Inversely proportional would usually mean . That's a hyperbola/reciprical relationship and is rarely what anyone means by "negative correlation".

As any good rookie knows, the more aloof your answer, the more likely it is to contain a mistkae

"A negative correlation means that there is an inverse relationship between two variables - when one variable decreases, the other increases. The vice versa is a negative correlation too, in which one variable increases and the other decreases. These correlations are studied in statistics as a means of determining the relationship between two variables."

Read more at http://examples.yourdictionary.com/n...DgJL8bCDBA5.99

The dictionary is always there for us.

Y = -mx +c has a negative correlation relationship. Just as y = k/X does.

Just as in statistics, it's not about how straight the line is but the scattered plot of any points drawn.

Happy?

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lerjj

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#20

(Original post by

"A negative correlation means that there is an inverse relationship between two variables - when one variable decreases, the other increases. The vice versa is a negative correlation too, in which one variable increases and the other decreases. These correlations are studied in statistics as a means of determining the relationship between two variables."

Read more at http://examples.yourdictionary.com/n...DgJL8bCDBA5.99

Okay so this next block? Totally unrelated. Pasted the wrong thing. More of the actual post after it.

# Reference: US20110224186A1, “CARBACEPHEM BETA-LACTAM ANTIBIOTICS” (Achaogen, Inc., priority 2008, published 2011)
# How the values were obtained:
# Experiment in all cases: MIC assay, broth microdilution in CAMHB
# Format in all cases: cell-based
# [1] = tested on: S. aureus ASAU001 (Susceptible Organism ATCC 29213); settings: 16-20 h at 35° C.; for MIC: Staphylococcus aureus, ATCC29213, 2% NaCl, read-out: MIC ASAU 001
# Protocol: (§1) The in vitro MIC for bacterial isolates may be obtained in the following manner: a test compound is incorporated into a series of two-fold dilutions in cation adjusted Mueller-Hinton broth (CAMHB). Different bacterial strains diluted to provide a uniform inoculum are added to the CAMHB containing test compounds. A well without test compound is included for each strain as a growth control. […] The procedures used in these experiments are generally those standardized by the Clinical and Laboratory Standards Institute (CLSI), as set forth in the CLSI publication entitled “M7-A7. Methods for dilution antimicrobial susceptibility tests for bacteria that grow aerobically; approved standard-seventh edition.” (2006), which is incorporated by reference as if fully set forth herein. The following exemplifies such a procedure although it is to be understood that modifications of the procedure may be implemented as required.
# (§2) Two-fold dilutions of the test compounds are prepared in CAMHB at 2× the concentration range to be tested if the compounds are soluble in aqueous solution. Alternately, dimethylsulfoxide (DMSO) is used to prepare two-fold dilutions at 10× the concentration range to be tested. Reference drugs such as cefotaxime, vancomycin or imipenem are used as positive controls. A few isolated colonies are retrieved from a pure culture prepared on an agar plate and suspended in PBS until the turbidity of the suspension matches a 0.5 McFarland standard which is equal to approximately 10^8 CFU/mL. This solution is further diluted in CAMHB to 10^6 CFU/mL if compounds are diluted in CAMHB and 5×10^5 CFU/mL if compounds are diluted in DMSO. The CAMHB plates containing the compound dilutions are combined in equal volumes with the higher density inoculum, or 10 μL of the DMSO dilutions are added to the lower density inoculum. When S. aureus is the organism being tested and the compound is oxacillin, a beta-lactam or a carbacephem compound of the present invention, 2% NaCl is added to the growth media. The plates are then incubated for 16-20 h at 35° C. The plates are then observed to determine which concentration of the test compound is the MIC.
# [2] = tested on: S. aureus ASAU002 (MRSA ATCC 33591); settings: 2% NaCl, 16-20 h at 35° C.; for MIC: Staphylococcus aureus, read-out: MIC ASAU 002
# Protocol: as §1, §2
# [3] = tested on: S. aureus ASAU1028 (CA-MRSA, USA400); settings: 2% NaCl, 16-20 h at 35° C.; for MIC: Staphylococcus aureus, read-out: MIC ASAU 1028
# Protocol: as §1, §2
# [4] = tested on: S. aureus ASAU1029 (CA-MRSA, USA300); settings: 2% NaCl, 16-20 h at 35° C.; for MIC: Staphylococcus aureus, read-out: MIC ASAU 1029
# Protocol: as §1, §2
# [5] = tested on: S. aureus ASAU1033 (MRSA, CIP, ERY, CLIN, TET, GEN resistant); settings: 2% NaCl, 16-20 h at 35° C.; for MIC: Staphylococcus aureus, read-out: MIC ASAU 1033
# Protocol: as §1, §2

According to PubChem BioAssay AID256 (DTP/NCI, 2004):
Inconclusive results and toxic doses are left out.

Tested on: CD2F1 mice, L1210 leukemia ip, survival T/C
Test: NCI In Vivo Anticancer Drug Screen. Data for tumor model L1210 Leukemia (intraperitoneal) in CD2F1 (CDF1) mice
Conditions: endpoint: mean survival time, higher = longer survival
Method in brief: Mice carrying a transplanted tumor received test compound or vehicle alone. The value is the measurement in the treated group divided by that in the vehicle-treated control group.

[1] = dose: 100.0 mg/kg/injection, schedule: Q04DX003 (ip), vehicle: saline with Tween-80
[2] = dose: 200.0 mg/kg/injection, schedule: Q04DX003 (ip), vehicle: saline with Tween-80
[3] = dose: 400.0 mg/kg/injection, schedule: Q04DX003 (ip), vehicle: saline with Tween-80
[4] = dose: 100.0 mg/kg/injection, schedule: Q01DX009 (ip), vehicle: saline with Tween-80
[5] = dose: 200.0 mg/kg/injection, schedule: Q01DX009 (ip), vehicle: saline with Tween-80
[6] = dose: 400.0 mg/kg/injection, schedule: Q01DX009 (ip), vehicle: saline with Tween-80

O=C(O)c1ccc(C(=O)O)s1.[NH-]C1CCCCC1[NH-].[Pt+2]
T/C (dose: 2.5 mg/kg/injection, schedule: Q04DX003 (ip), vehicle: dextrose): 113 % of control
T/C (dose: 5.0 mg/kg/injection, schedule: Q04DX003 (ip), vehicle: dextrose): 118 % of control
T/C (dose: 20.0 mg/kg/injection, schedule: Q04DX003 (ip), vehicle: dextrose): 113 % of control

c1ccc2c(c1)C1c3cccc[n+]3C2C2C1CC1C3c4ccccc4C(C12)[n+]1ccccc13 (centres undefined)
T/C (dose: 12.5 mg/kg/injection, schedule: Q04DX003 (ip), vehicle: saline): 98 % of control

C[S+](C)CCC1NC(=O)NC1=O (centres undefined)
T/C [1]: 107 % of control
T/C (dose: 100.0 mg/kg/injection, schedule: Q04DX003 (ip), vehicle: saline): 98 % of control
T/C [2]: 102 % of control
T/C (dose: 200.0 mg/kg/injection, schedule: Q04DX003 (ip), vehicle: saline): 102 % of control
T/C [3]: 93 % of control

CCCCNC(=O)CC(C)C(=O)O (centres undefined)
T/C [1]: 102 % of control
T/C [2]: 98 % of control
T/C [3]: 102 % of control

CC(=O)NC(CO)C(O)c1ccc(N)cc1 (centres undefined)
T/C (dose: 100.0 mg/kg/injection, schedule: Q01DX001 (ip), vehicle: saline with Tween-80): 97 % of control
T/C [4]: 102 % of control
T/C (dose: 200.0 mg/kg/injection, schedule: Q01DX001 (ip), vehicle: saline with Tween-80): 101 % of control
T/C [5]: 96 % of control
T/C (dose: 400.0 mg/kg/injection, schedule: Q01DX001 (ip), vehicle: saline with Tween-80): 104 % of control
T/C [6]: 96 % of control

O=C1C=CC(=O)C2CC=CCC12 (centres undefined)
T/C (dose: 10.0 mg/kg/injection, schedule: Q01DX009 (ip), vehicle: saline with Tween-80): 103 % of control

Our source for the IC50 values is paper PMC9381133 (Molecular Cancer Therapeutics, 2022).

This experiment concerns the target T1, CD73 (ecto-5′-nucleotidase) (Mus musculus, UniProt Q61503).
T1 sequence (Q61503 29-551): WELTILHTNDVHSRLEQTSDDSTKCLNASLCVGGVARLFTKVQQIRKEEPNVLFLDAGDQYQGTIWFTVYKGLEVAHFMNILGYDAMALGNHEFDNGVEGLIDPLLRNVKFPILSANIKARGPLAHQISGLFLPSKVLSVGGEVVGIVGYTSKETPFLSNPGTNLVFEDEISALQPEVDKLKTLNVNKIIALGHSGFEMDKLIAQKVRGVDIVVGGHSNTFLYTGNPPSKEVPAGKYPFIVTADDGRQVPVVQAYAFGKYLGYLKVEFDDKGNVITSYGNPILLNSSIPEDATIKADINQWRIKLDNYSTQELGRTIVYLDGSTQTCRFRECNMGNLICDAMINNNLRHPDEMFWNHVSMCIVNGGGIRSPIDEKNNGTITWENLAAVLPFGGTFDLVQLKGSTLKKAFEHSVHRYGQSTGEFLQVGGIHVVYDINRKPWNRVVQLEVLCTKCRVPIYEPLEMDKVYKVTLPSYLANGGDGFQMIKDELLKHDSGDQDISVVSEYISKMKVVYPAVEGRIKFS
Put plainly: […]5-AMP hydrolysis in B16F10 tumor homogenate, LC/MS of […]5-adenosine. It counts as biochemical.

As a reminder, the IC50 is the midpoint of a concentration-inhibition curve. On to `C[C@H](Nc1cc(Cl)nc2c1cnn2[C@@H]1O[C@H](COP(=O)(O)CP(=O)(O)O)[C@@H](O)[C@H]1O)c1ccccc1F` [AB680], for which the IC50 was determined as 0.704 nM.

The dictionary is always there for us.

Y = -mx +c has a negative correlation relationship. Just as y = k/X does.

Just as in statistics, it's not about how straight the line is but the scattered plot of any points drawn.

Happy?

**Onlineslayer**)"A negative correlation means that there is an inverse relationship between two variables - when one variable decreases, the other increases. The vice versa is a negative correlation too, in which one variable increases and the other decreases. These correlations are studied in statistics as a means of determining the relationship between two variables."

Read more at http://examples.yourdictionary.com/n...DgJL8bCDBA5.99

The dictionary is always there for us.

Y = -mx +c has a negative correlation relationship. Just as y = k/X does.

Just as in statistics, it's not about how straight the line is but the scattered plot of any points drawn.

Happy?

Moreover, nobody uses the term correlation if you're talking about a simple theoretical relationship - correlations are for experimental (statistical) data. Proportionality is a different concept, and trying to explain one in terms of the other won't work very well.